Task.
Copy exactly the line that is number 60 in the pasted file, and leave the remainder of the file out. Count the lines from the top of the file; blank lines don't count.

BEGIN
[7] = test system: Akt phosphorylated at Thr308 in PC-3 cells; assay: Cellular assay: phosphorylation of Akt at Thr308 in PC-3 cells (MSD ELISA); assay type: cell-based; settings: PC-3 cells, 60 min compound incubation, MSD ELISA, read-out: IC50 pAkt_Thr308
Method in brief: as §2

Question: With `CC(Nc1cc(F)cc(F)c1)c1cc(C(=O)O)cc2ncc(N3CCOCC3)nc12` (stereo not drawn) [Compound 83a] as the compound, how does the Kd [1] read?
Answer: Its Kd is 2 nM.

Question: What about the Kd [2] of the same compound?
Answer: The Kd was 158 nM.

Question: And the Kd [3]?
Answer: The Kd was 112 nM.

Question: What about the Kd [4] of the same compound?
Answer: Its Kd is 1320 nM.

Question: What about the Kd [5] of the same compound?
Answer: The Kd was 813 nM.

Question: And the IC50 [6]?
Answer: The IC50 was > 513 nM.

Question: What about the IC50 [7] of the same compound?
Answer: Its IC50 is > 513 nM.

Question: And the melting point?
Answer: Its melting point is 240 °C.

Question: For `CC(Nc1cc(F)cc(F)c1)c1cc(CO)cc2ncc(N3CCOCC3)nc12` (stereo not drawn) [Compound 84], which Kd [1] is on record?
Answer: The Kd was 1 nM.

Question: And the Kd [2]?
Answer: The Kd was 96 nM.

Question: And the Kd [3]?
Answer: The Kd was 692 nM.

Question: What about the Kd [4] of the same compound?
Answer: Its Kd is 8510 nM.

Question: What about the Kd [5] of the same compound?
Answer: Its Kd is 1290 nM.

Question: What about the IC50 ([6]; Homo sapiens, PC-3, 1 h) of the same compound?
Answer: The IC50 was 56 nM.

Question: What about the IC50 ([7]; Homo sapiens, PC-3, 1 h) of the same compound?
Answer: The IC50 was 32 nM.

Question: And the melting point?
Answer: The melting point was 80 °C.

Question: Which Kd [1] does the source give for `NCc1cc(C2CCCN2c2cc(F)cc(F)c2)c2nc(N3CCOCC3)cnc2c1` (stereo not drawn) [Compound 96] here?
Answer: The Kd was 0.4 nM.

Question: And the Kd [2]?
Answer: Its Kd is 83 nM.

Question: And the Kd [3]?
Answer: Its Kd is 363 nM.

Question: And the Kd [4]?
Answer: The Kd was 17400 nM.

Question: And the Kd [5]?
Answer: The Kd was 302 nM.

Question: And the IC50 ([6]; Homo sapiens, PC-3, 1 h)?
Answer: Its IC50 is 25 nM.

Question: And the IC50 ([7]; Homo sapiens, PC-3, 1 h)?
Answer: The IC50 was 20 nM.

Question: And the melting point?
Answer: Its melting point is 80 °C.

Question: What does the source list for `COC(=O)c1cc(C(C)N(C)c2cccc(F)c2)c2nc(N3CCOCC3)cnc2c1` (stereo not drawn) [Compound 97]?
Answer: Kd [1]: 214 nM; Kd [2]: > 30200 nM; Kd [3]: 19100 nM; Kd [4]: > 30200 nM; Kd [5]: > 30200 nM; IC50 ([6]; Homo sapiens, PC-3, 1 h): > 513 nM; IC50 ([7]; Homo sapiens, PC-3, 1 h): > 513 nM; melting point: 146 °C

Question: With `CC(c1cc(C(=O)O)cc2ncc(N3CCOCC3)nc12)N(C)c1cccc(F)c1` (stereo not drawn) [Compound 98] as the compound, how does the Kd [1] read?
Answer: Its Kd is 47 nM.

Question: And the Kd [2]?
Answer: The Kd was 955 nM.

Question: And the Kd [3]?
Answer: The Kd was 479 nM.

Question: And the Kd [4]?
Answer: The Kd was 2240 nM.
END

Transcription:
Answer: The Kd was 2240 nM.